Who among you have quoted William Shakespeare?
I asked a room of eighth graders. The ticking of the clock echoes in the black box. A few students raise hesitant hands but their heads are low, peeking, checking to see if anyone else raised a limb or even a finger. I try to fish out more interest with the question: “Why are we studying the work of a man who died four hundred years ago?“.
While the International School of Beijing may be one of the leading and innovative schools in the region, when I began here four years ago, there was no middle school drama programme. As a pioneer of drama in our division, I wondered: “How can I bring an understanding and appreciation of Shakespeare to a predominant Asian middle school population, most of whom have not been exposed to his works?”. After I engage the students with some leading questions I project an image that captures quotes crafted by the Bard himself: “Knock knock! Whose there?”, “heart of gold”, “love is blind”, “break the ice”, “fight fire with fire”, “world is your oyster”, “off with his head” and “vanish into thin air”. At first, students scan the list quietly but instinctively they verbalise and then repeat the words, some of the English language’s most popular idioms and expression. “Who has quoted Shakespeare?” I ask again. This time every student waves an excited arm in the air.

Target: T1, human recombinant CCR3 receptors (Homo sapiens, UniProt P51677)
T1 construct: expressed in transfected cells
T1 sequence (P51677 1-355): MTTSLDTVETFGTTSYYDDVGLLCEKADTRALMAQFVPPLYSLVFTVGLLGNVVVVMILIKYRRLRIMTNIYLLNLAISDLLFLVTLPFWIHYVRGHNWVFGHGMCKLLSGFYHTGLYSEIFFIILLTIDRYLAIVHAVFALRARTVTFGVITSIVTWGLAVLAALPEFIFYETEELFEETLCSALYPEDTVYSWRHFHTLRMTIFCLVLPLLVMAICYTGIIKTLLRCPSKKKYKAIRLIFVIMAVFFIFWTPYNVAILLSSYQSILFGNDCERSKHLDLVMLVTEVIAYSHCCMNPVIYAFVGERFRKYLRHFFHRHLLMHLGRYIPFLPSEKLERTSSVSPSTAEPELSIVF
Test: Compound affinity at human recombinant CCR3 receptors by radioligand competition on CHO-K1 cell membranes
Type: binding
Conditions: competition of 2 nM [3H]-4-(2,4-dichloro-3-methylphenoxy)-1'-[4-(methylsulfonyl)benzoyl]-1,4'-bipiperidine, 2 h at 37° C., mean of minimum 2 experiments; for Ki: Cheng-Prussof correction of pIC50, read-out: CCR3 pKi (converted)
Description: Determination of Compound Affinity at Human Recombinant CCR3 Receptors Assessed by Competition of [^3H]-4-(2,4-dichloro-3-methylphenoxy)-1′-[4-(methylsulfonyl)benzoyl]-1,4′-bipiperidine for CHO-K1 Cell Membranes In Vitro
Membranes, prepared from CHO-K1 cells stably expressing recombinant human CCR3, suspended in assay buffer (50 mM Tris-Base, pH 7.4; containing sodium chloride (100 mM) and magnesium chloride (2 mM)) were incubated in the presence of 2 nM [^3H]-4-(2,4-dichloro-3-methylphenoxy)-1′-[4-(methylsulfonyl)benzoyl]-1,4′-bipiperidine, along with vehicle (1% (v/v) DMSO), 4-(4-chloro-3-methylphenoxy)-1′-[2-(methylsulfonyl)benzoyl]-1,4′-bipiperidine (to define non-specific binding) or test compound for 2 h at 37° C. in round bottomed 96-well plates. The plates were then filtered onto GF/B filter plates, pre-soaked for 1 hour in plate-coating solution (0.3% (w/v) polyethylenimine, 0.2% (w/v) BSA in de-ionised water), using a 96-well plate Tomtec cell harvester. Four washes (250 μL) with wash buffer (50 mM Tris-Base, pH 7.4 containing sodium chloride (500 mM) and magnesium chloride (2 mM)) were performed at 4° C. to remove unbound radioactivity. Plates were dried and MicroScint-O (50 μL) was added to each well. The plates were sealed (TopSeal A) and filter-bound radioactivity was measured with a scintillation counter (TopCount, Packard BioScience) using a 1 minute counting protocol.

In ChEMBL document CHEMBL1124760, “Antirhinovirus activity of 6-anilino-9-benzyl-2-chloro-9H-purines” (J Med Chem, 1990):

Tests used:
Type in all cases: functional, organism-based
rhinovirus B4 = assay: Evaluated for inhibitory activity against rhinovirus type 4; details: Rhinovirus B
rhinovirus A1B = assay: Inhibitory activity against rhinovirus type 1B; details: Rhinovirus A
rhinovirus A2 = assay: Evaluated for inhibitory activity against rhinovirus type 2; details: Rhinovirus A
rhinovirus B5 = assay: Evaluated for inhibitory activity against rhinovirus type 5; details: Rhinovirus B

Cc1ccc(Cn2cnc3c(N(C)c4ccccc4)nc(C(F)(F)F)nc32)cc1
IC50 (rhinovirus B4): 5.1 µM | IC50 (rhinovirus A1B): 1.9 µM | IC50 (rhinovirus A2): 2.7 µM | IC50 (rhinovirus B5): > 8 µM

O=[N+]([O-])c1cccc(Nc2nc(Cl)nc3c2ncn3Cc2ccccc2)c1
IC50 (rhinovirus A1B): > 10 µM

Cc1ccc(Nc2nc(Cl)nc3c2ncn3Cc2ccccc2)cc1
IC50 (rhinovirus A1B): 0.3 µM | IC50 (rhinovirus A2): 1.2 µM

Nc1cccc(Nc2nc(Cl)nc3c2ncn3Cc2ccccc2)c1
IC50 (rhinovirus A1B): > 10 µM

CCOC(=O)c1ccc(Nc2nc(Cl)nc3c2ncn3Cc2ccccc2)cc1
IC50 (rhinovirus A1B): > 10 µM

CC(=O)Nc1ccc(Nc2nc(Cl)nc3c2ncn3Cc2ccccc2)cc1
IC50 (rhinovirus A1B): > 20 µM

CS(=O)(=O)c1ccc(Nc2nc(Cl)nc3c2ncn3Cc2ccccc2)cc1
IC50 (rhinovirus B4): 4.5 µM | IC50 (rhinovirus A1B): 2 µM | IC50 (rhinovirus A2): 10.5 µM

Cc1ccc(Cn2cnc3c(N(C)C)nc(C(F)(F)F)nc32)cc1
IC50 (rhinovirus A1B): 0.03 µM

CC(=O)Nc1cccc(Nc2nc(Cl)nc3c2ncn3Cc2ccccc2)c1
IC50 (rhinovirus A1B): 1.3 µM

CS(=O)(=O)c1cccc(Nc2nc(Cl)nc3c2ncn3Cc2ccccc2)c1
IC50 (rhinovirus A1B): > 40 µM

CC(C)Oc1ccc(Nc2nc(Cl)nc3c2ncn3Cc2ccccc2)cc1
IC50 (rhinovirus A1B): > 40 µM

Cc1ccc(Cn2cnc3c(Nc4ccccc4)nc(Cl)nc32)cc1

Exposing students to expert commentary via Ted Talk on Shakespeare sheds even more light on the possibilities and influences of the Bard to different generations, race, cultural background and heritage.